George Zounek

Nov 22, 1925 - Jan 16, 2017


George Frank Zounek
1925 – 2017

George Frank Zounek was born in New York City, New York on November 22, 1925 to Frank Zounek and Marie (Jirusova) Zounek. He had one older sister, Mildred, who died in a tragic car accident when she was about 7. Soon after, his father had a mental breakdown from which he never recovered. George had to grow up quickly and help his mother in any way he could so they could make ends meet. One of the jobs she had was to manage a tenement house. They had a broiler in the basement to heat the apartments. He had to frequently clean out the ashes and put in more coal to keep the heat going. He also helped her clean the hallways and bathrooms in the tenement.
Another of his mother’s jobs was working at a Bohemian restaurant. George went there after school to help. In the process, he learned all the various jobs in the restaurant. Between that and helping his mother make dinners, he became an excellent cook. He also worked as an usher in the Loew’s theater and as a delivery boy for Walgreens.
When World War II broke out, George enlisted in the Marines at the age of 17. He fought on several of the islands (Guadal Canal, Saipan, Tinian, Iwo Jima, and Okinawa) in the Asiatic-Pacific area from December 1942 until the war was over in 1945. He didn’t make it home the whole time, taking his R&R in New Zealand and Australia. He was later called up to serve during the Korean conflict for about 18 months until they realized he had too many combat points to serve any longer.
After his discharge after WWII, he lived and worked in various places including Burbank, California; Carlsbad, New Mexico; Santa Fe, New Mexico; Orange, Texas; New York City, New York; and Binghamton, New York. In 1952 he started working for IBM in Endicott, New York. He worked for IBM as a draftsman and later a mechanical engineer until he retired in 1984. He worked for IBM in several other locations including Binghamton and East Fishkill, New York; Boulder, Colorado; and San Jose, California.
After his retirement, he became “Mr. Mom” and volunteered at his daughter, Kristen’s, school and took her to dance lessons and competitions in San Jose. After moving to Hollister, California, he drove her and her friends to their various activities and became a second father to some of them. When Kristen went to college, he started working as a marshal at various golf courses including San Juan Oaks in Hollister, California; Rancho Murieta, California; and Wildhawk in Sacramento, California. He has lived in Sacramento since 2003 with his wife, Karen. Karen’s Mom lives next door and Kristen and her family live across the street.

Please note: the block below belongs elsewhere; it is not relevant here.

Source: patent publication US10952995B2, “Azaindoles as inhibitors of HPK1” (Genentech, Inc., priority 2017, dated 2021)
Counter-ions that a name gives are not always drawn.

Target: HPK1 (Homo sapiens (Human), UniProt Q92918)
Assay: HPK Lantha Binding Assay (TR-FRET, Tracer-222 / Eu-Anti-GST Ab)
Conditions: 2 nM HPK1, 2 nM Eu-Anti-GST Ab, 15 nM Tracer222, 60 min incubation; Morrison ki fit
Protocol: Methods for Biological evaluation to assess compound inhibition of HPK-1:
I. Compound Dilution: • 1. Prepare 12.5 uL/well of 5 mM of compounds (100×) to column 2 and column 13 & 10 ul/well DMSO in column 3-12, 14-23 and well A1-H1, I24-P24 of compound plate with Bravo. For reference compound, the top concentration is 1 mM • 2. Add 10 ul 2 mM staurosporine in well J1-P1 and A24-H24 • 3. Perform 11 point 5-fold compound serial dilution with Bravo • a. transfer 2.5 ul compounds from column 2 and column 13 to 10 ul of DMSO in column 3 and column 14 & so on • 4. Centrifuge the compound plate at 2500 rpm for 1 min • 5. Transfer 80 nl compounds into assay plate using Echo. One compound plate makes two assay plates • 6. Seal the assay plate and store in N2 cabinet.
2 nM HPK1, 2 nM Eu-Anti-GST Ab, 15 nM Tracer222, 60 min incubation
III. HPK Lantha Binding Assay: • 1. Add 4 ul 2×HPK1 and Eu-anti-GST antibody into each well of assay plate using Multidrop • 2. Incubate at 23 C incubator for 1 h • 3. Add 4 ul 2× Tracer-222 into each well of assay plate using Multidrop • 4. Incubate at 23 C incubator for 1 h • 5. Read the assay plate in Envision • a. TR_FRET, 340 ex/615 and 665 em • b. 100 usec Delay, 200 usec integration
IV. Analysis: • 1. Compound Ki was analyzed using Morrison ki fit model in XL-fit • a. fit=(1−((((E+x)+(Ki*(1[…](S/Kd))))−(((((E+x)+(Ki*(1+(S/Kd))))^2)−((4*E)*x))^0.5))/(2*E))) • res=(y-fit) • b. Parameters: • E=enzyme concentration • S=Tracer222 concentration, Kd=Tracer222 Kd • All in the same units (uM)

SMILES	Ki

He was a loving husband, father, and grandfather who made family and friends his number 1 priority. He lived with dignity and integrity and passed peacefully surrounded by love on January 16, 2017.
He is survived by his wife of 43 years, Karen (Eichin) Zounek; his daughter, Kristen (Zounek) Masters, her husband, Zachary Masters, and their two daughters, Katelyn and Madison; his daughter Natalie (Zounek) Steele; his son, Vincent Zounek and his wife, Susan (Piel) Zounek; and his mother-in-law, Nadene Eichin. His first wife, Betty (Stanek) Zounek, preceded him in death.

Funeral Home:
East Lawn Elk Grove Mortuary
9189 E. Stockton Blvd
Elk Grove, CA
US 95624


  • Pam says:

    What a wonderful life he had. I wish you peace and memories of the life you shared.

  • Alma Ortega-Avery says:

    Beautiful life story. Thank you George for protecting our country as long as you did. Love to you Karen, I pray the pain eases with every day. God bless you and your family.

  • Lillian says:

    Good evening. It is now April 24. I read George’s obit in the Sacramento Bee some weeks ago but had no way of contacting anyone. Just to let you know I live in Lodi, California – not far from you. I grew up on 73rd St. in Manhattan across the street from the Bohemian National Hall and knew George and his mom as they lived on the top floor of the tenement two houses away from the Hall. I am Slovak and quite younger than Georgie but we all knew him and his mom. I sent the obit to my friend in Florida as she is 81 but also remembered him. His mother looked after Joe Charousek – he ran a small candy store in one of the storefronts. I still go back to New York once a year and gravitate to 73rd St. My tenement house is still standing. We had a toilet down the hall shared with a neighbor, bathtub in kitchen, and no heat. Parents paid $l8.65 for the tiny 4 rooms. It was remodeled in l961 and we ended up with only 3 rooms but a full bathroom and heat and the rent went up to $65.00. When I visited NYC last year, the apt. went condo and my old apt. was available for $749,000!!! unbelieveable. The building where Georgie grew up and the 3 adjacent to it were knocked down and a high rise went up.. Just some history of the old neighborhood for you. Again, my condolences

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